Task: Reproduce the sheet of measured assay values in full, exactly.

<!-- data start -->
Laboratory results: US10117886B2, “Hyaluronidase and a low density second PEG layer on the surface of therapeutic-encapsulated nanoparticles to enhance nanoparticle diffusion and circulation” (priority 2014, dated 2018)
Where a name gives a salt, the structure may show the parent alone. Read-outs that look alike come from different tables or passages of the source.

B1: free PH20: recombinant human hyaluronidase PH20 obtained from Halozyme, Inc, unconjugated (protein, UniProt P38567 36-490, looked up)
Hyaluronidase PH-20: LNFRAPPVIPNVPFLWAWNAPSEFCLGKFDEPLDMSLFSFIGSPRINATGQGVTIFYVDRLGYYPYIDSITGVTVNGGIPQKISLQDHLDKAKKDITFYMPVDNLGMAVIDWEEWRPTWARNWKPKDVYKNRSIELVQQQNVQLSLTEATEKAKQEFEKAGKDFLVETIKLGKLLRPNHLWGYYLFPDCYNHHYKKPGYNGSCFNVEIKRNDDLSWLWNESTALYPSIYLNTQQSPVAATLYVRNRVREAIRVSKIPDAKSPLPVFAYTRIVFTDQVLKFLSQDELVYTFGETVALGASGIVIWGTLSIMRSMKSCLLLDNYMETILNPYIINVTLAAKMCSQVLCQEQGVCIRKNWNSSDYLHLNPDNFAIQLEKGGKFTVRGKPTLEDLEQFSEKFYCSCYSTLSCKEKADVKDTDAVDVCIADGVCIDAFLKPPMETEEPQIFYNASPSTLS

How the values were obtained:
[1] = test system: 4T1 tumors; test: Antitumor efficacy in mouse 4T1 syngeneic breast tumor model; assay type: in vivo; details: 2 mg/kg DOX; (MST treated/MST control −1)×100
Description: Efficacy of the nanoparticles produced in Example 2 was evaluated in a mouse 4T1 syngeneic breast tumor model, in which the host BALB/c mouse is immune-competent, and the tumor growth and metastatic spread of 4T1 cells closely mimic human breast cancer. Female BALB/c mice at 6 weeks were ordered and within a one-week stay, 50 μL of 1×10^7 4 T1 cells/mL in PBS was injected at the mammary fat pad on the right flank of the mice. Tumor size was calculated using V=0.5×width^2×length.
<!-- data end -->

Laboratory results: US10117886B2, “Hyaluronidase and a low density second PEG layer on the surface of therapeutic-encapsulated nanoparticles to enhance nanoparticle diffusion and circulation” (priority 2014, dated 2018)
Where a name gives a salt, the structure may show the parent alone. Read-outs that look alike come from different tables or passages of the source.

B1: free PH20: recombinant human hyaluronidase PH20 obtained from Halozyme, Inc, unconjugated (protein, UniProt P38567 36-490, looked up)
Hyaluronidase PH-20: LNFRAPPVIPNVPFLWAWNAPSEFCLGKFDEPLDMSLFSFIGSPRINATGQGVTIFYVDRLGYYPYIDSITGVTVNGGIPQKISLQDHLDKAKKDITFYMPVDNLGMAVIDWEEWRPTWARNWKPKDVYKNRSIELVQQQNVQLSLTEATEKAKQEFEKAGKDFLVETIKLGKLLRPNHLWGYYLFPDCYNHHYKKPGYNGSCFNVEIKRNDDLSWLWNESTALYPSIYLNTQQSPVAATLYVRNRVREAIRVSKIPDAKSPLPVFAYTRIVFTDQVLKFLSQDELVYTFGETVALGASGIVIWGTLSIMRSMKSCLLLDNYMETILNPYIINVTLAAKMCSQVLCQEQGVCIRKNWNSSDYLHLNPDNFAIQLEKGGKFTVRGKPTLEDLEQFSEKFYCSCYSTLSCKEKADVKDTDAVDVCIADGVCIDAFLKPPMETEEPQIFYNASPSTLS

How the values were obtained:
[1] = test system: 4T1 tumors; test: Antitumor efficacy in mouse 4T1 syngeneic breast tumor model; assay type: in vivo; details: 2 mg/kg DOX; (MST treated/MST control −1)×100
Description: Efficacy of the nanoparticles produced in Example 2 was evaluated in a mouse 4T1 syngeneic breast tumor model, in which the host BALB/c mouse is immune-competent, and the tumor growth and metastatic spread of 4T1 cells closely mimic human breast cancer. Female BALB/c mice at 6 weeks were ordered and within a one-week stay, 50 μL of 1×10^7 4 T1 cells/mL in PBS was injected at the mammary fat pad on the right flank of the mice. Tumor size was calculated using V=0.5×width^2×length.